“This is a scientific fact-they don’t require watering or fertilizing and they can absorb carbon dioxide during the night. The plants annually produce up to 500 metric tons (green) of biomass per hectare”, says agave expert Arturo Valez Jimenez.

But it is not only the Mexicans who find this very useful, due to the toughness of the agave plant it can grow pretty much anywhere it is warm enough. South Australian company Ausagave has for the past four years been working towards growing the robust plant for ethanol production in this country. ” More than 10,000 agave plants are sitting in pots and will be the subject of pilot plantings on the Atherton Tablelands and Burdekin region of Northern Queensland this year “, says Don Chambers from Ausagave.

Chambers points out that agave has a sugar content of 27 to 38 percent, compared to sugar cane’s content of 10 to 14 percent. Cane produces about 6000 l/ha/a from the sugar, while certain selections of agave in Mexico have produced up to 18,000 litres per hectare. “These figures far outshine the plants that are dominating ethanol and biofuels research, development and investment today – not only in terms of potential ethanol yield per hectare but also in terms of energy balance – the ratio of energy in the product to the energy input to produce it.”

There you go, once again Tequila will save the world. Salud!

A Tequila Christmas #1 Agave Snaps

With christmas just around the corner I made it my mission to introduce agave in as many ways possible to the christmas table, and first out is of course the Agave Snaps. It is very traditional to drink ice-cold Akvavit while enjoying a long christmas dinner with friends and family. One of the many reasons is because the food tend to be full of wonderful grease and this is an easy way to help the body dealing with it. Wether that is accurate or not doesn’t really matter, it is a reasonable excuse to drink.  I made a somewhat traditional snaps that goes well with the food on the christmas table, but that of course, still has booth feet in Mexico. The result is kind of a Mexican twist on a Danish snaps called “Honning Syp” which is a lot of honey and a lot of Akvavit set to infuse for a few days. So it was very natural to make my base out of blanco Tequila and agave sirup. To inhence the flavour of the agave I added black pepper corns along with star anise and cloves for a more classic feel. I added lemon zest and coriander for a fresh mouth feel and a more Mexican touch and let it infuse until I find it satisfying enough. I am aiming for about 2 weeks which I think is fairly quick for a snaps, but I don’t want to bring out to many bitter flavours of the fresh herbs and citrus. I will let you know how it went after the christmas dinner on saturday. Until then, Salud!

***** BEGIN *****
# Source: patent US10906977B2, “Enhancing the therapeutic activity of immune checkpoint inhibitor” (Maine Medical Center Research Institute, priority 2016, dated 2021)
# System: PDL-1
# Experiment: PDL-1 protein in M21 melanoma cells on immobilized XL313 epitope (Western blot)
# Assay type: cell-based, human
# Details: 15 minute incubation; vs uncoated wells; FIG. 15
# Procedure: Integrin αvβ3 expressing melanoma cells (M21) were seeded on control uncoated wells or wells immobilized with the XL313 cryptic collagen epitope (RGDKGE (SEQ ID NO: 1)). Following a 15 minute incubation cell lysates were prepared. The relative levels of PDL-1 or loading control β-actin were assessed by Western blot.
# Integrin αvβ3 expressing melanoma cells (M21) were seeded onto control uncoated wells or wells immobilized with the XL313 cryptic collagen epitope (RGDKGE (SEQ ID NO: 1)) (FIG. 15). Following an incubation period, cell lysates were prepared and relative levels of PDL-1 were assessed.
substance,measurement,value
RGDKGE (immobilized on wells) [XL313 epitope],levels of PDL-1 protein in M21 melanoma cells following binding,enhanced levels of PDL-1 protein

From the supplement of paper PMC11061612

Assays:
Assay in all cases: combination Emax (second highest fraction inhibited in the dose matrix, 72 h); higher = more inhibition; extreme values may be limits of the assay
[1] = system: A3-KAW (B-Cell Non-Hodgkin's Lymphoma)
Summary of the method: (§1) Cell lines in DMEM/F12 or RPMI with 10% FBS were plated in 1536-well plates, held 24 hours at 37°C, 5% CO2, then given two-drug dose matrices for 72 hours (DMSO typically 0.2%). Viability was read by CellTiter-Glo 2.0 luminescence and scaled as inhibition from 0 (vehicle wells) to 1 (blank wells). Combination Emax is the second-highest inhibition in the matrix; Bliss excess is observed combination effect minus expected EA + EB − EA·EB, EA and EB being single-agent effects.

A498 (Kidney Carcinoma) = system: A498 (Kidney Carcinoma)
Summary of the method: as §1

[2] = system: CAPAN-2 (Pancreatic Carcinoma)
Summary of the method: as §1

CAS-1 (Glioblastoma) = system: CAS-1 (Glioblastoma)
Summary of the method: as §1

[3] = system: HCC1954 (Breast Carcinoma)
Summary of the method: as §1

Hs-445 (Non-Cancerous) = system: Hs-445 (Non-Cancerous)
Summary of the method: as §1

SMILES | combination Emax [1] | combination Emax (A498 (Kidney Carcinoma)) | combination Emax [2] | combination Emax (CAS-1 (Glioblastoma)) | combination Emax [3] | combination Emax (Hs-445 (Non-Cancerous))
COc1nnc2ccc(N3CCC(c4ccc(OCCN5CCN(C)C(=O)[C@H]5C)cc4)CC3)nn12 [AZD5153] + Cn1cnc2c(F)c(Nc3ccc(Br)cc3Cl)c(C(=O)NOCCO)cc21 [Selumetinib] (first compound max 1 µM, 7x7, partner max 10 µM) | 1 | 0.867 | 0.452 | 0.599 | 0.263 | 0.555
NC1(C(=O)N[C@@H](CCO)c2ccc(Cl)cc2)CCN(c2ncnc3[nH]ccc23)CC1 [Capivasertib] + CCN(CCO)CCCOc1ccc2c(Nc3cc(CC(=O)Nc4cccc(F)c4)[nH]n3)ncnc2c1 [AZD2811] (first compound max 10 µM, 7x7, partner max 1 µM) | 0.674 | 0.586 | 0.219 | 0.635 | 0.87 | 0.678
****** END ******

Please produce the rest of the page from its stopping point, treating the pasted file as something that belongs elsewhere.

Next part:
Agave Snaps

2 Bottles of Viva Mexico Blanco

Zest of 4 lemons

A small hand full of black pepper corns

5-6 Cloves

2 Star Anise

2 Bunches of fresh coriander

75ml Agave Sirup